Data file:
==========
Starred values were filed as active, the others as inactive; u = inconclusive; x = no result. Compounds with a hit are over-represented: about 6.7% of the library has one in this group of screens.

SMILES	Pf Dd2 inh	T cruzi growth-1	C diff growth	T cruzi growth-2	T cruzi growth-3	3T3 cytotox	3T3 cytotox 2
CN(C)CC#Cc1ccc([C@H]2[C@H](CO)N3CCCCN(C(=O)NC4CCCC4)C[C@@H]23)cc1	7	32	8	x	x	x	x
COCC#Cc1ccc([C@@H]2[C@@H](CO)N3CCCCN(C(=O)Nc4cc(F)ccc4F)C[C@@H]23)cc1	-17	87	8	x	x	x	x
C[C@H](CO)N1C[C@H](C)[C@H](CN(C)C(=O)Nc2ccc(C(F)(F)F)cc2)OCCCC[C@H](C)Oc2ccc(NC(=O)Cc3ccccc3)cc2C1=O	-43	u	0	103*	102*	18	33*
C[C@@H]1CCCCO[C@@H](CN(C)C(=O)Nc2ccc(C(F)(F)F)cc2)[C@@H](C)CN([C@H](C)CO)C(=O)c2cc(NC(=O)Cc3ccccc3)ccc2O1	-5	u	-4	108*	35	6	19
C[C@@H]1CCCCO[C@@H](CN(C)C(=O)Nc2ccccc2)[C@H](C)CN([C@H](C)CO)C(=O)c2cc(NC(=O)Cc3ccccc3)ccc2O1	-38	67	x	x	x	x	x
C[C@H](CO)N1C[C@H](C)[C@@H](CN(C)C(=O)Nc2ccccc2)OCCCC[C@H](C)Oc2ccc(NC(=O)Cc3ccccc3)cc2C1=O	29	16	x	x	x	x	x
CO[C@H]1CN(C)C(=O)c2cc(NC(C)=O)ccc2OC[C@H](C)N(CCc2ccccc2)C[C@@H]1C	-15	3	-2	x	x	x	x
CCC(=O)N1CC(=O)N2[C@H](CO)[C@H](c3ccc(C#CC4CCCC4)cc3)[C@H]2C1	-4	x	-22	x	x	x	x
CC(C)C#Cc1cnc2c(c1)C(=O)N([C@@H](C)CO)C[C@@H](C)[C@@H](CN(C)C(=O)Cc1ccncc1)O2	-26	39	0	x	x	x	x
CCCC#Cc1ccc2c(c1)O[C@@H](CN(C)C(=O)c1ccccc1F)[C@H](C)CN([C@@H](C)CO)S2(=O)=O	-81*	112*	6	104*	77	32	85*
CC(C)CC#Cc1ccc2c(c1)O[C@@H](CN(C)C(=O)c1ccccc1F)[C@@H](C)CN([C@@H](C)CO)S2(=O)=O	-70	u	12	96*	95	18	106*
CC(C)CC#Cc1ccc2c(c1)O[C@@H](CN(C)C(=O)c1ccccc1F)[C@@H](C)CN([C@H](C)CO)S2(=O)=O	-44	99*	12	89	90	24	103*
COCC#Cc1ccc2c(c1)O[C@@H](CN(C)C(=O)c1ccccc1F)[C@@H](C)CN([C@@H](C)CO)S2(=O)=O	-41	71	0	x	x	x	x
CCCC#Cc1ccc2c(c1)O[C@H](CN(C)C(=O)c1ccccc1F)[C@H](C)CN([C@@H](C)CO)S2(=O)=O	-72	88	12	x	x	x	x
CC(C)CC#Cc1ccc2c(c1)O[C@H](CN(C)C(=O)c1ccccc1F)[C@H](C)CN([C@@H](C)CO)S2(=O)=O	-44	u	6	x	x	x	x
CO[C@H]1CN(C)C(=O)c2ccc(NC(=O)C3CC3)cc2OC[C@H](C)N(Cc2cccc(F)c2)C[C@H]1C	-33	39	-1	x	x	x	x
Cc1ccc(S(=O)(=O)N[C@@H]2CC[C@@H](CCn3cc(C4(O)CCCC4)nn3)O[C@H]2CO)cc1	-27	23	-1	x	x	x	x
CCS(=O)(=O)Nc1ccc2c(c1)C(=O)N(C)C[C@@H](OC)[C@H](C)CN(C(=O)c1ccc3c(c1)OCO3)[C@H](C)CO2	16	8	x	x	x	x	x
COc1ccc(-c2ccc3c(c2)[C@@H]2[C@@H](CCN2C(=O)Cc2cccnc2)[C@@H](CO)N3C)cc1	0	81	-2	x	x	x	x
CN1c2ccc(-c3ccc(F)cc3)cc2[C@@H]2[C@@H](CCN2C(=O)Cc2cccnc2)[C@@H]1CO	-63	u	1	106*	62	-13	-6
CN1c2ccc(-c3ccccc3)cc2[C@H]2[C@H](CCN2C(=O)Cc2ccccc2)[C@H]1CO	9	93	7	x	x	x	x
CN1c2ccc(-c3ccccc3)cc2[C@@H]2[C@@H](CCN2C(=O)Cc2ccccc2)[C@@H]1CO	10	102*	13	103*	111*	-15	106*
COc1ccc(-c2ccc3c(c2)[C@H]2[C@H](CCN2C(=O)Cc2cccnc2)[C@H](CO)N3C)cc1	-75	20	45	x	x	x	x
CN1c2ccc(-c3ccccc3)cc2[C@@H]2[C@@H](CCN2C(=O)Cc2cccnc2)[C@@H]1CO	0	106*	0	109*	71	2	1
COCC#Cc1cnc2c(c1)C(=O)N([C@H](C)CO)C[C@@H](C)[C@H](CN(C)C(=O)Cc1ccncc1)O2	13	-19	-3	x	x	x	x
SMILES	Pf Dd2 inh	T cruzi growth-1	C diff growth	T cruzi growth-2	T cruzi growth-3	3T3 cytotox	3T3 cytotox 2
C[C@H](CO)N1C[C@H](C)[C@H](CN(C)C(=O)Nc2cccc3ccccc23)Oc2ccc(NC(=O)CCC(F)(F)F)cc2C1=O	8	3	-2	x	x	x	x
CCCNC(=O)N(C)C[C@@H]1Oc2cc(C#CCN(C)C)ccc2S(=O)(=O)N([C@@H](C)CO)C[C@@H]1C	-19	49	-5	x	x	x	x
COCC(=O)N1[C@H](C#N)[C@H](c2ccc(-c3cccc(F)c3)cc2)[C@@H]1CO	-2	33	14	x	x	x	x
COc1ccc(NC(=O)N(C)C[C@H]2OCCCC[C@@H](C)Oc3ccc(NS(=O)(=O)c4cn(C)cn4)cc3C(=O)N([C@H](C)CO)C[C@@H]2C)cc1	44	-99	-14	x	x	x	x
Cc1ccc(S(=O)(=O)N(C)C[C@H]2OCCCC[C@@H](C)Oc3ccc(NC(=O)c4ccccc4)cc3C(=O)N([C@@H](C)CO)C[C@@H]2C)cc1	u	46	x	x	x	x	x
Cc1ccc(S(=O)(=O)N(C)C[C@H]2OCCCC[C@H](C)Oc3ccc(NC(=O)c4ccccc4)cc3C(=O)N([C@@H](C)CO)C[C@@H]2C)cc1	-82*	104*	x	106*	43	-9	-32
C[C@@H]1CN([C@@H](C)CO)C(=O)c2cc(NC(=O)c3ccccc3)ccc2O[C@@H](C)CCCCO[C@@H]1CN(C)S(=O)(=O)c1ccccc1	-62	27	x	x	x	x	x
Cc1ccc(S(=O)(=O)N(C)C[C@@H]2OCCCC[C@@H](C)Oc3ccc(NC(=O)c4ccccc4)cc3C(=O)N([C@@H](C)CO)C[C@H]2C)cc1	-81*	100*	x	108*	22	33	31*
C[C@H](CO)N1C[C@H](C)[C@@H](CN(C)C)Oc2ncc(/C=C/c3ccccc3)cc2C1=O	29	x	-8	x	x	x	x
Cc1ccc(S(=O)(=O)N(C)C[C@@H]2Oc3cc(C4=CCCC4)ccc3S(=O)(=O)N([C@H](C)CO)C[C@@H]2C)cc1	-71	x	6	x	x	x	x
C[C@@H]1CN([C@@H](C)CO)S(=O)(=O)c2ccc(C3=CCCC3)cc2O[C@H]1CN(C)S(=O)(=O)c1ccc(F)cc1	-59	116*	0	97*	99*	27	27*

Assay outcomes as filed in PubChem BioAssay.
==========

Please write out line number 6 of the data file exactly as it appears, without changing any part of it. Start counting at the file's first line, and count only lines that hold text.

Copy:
C[C@@H]1CCCCO[C@@H](CN(C)C(=O)Nc2ccc(C(F)(F)F)cc2)[C@@H](C)CN([C@H](C)CO)C(=O)c2cc(NC(=O)Cc3ccccc3)ccc2O1	-5	u	-4	108*	35	6	19